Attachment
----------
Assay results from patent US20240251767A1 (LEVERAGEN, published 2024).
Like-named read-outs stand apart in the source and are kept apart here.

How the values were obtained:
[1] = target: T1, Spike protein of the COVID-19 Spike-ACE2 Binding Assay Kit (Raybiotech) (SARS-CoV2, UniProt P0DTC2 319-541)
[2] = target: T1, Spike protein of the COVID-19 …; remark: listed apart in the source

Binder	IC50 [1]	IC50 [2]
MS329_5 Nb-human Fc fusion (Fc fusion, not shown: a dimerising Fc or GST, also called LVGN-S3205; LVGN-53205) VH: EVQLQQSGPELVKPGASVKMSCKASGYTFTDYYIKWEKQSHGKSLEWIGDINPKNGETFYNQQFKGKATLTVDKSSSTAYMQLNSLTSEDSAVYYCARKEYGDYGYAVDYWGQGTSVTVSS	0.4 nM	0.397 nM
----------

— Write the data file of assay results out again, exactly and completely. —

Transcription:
Assay results from patent US20240251767A1 (LEVERAGEN, published 2024).
Like-named read-outs stand apart in the source and are kept apart here.

How the values were obtained:
[1] = target: T1, Spike protein of the COVID-19 Spike-ACE2 Binding Assay Kit (Raybiotech) (SARS-CoV2, UniProt P0DTC2 319-541)
[2] = target: T1, Spike protein of the COVID-19 …; remark: listed apart in the source

Binder	IC50 [1]	IC50 [2]
MS329_5 Nb-human Fc fusion (Fc fusion, not shown: a dimerising Fc or GST, also called LVGN-S3205; LVGN-53205) VH: EVQLQQSGPELVKPGASVKMSCKASGYTFTDYYIKWEKQSHGKSLEWIGDINPKNGETFYNQQFKGKATLTVDKSSSTAYMQLNSLTSEDSAVYYCARKEYGDYGYAVDYWGQGTSVTVSS	0.4 nM	0.397 nM